UK to take in up to 3,000 vulnerable child refugees, says Home Office

Children who have already reached Europe are excluded from the scheme, which targets refugee camps in the Middle East and North Africa

Lizzie Dearden
Thursday 21 April 2016 11:43
A child cries as migrants and refugees clash with Greek policemen as they try to open the border fence at a makeshift camp at the Greek-Macedonian border near the village of Idomeni, Greece, April 7, 2016
A child cries as migrants and refugees clash with Greek policemen as they try to open the border fence at a makeshift camp at the Greek-Macedonian border near the village of Idomeni, Greece, April 7, 2016

The UK is to take in up to 3,000 more child refugees after months of calls to help the youngest and most vulnerable migrants risking their lives to reach safety.

The Government hailed the programme, which will come on top of a previous pledge to welcome 20,000 Syrians, as one of the world's largest resettlement programme for children on Thursday.

A spokesperson for the Home Office said the new scheme would see “at risk” children from the Middle East and North Africa selected based on advice from the United Nations High Commissioner for Refugees (UNHCR).

Refugee crisis: Unaccompanied minors vulnerable in Greece

Several hundred children are due to be resettled over the next year, with the upper threshold of 3,000 due to be reached by the next general election in 2020.

Unaccompanied children are expected to be targeted but the figure includes adult relatives of some accompanied minors, who the Home Office said would be chosen in cases “where the UNHCR deems resettlement is in the best interests of the child”.

“On the UNHCR’s recommendation, the scheme will not solely target unaccompanied children, but will also extend to vulnerable ‘children at risk’, such as those threatened with child labour, child marriage and other forms of abuse or exploitation,” a spokesperson said.

Unlike previous British and European initiatives, the scheme is open to refugees of all nationalities, but it excludes those who have already reached Europe.

The caveat will come as a disappointment to charities and MPs who have been campaigning for months for the UK to take in children who have already risked their lives in boat crossings to reach the continent.

MPs on the International Development Committee (IDC) approved the move earlier this year following warnings from humanitarian organisations that thousands of unaccompanied children were left vulnerable to exploitation and violence while living in appalling conditions.

An amendment to the Immigration Bill to let 3,000 refugee children already in Europe come to Britain was adopted in the House of Lords last month.

The changes are due to be considered by the House of Commons on Monday.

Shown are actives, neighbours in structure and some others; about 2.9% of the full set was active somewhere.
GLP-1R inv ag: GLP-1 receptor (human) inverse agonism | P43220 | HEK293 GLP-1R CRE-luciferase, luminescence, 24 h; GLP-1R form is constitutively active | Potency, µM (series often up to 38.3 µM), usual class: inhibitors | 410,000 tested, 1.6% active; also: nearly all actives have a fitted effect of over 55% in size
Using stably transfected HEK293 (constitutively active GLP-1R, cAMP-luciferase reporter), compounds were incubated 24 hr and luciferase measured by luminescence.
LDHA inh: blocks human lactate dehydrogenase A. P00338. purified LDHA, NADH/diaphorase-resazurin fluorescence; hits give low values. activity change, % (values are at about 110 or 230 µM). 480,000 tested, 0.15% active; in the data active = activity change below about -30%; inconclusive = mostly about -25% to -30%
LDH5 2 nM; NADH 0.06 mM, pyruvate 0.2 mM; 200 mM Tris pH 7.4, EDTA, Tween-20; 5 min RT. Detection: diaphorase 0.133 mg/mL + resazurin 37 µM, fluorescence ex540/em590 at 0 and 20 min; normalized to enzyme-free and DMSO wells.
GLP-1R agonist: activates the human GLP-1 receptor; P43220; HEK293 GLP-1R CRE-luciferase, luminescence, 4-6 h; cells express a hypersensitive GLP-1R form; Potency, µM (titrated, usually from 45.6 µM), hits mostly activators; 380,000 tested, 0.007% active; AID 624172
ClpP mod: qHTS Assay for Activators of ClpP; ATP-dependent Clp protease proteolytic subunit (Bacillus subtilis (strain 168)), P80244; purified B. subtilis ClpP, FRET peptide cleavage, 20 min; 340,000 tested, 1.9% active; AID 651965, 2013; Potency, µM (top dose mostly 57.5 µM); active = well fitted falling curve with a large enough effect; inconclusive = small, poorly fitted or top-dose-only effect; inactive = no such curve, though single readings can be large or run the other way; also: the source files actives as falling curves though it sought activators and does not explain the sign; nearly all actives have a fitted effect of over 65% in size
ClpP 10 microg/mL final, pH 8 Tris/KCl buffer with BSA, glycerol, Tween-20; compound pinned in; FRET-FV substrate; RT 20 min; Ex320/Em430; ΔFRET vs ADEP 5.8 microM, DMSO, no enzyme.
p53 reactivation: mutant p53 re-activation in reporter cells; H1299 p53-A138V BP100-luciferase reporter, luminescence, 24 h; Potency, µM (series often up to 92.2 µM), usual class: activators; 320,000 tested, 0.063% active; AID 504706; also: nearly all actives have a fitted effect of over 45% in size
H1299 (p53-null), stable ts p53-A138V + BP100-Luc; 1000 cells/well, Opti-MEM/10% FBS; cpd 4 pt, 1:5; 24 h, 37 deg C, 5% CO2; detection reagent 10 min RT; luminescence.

Save the Children said 3,000 unaccompanied minors would represent Britain’s “fair share” of more than 26,000 estimated to have entered Europe.

The Refugee Council council said the latest plan was "not good enough" when borders remain closed to refugees and drownings continue in the Mediterranean and Aegean seas.

Maurice Wren, the charity's chief executive, said: “This announcement is life-changing, if not life-saving news for the small group of children and their families who will benefit.

“However, it’s also grim news for the majority of other refugees who are desperately trying to escape conflict and persecution who the Government is try to contain in Turkey and other, poorer countries.

“It’s not good enough to offer a lifeline to one group of refugees while colluding to close off the escape routes of everyone else -all refugees need to be able to reach a place of safety."

Syrian refugees ask for water in Akcakale at the Turkish border near the Syrian town of Tal Abyad

James Brokenshire, the immigration minister, said the Government was committed to helping vulnerable children who had been “unjustly impacted” by the humanitarian crisis.

“We have always been clear that the vast majority of vulnerable children are better off remaining in host countries in the region so they can be reunited with surviving family members,” he added.

“However, there are exceptional circumstances in which it is in a child’s best interests to be resettled in the UK.

“We have engaged with a number of NGOs, including the UNHCR on the best way to provide protection to refugee children and ensure their welfare and safety remain at the heart of every decision made.”

The inclusion of refugee camps in North Africa is notable, as the region is the departure point for refugees fleeing war and persecution in Nigeria, Gambia, Senegal, Mali and other African nations who have been excluded by previous schemes.

Gonzalo Vargas Llosa, the UNHCR’s representative to the UK, welcomed the programme, which comes as refugees continue to be detained and deported from Greece, where the British Government is supporting the controversial EU-Turkey migration agreement.

The UK is offering an extra 75 staff to help with processing and administration in detention centres and has also launched a £10 million Refugee Children Fund to support the UN and humanitarian organisations.

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